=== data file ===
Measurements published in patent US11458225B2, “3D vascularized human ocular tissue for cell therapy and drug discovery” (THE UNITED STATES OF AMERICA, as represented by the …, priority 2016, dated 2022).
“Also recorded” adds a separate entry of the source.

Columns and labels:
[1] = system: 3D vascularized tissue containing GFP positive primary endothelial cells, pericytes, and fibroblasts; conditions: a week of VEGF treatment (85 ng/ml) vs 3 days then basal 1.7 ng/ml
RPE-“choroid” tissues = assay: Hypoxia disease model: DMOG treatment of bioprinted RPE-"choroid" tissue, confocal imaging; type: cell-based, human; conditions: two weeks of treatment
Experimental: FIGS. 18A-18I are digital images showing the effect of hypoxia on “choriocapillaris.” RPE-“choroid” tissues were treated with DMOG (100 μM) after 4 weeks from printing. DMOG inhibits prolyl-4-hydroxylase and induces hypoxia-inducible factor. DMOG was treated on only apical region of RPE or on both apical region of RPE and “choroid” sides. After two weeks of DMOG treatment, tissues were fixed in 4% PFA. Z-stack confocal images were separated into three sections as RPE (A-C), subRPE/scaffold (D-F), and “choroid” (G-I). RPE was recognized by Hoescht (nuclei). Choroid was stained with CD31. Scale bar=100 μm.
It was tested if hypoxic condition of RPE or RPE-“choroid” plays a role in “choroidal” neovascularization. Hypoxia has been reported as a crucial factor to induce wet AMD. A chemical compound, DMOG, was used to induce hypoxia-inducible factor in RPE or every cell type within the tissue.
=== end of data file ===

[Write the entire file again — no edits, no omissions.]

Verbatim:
Measurements published in patent US11458225B2, “3D vascularized human ocular tissue for cell therapy and drug discovery” (THE UNITED STATES OF AMERICA, as represented by the …, priority 2016, dated 2022).
“Also recorded” adds a separate entry of the source.

Columns and labels:
[1] = system: 3D vascularized tissue containing GFP positive primary endothelial cells, pericytes, and fibroblasts; conditions: a week of VEGF treatment (85 ng/ml) vs 3 days then basal 1.7 ng/ml
RPE-“choroid” tissues = assay: Hypoxia disease model: DMOG treatment of bioprinted RPE-"choroid" tissue, confocal imaging; type: cell-based, human; conditions: two weeks of treatment
Experimental: FIGS. 18A-18I are digital images showing the effect of hypoxia on “choriocapillaris.” RPE-“choroid” tissues were treated with DMOG (100 μM) after 4 weeks from printing. DMOG inhibits prolyl-4-hydroxylase and induces hypoxia-inducible factor. DMOG was treated on only apical region of RPE or on both apical region of RPE and “choroid” sides. After two weeks of DMOG treatment, tissues were fixed in 4% PFA. Z-stack confocal images were separated into three sections as RPE (A-C), subRPE/scaffold (D-F), and “choroid” (G-I). RPE was recognized by Hoescht (nuclei). Choroid was stained with CD31. Scale bar=100 μm.
It was tested if hypoxic condition of RPE or RPE-“choroid” plays a role in “choroidal” neovascularization. Hypoxia has been reported as a crucial factor to induce wet AMD. A chemical compound, DMOG, was used to induce hypoxia-inducible factor in RPE or every cell type within the tissue.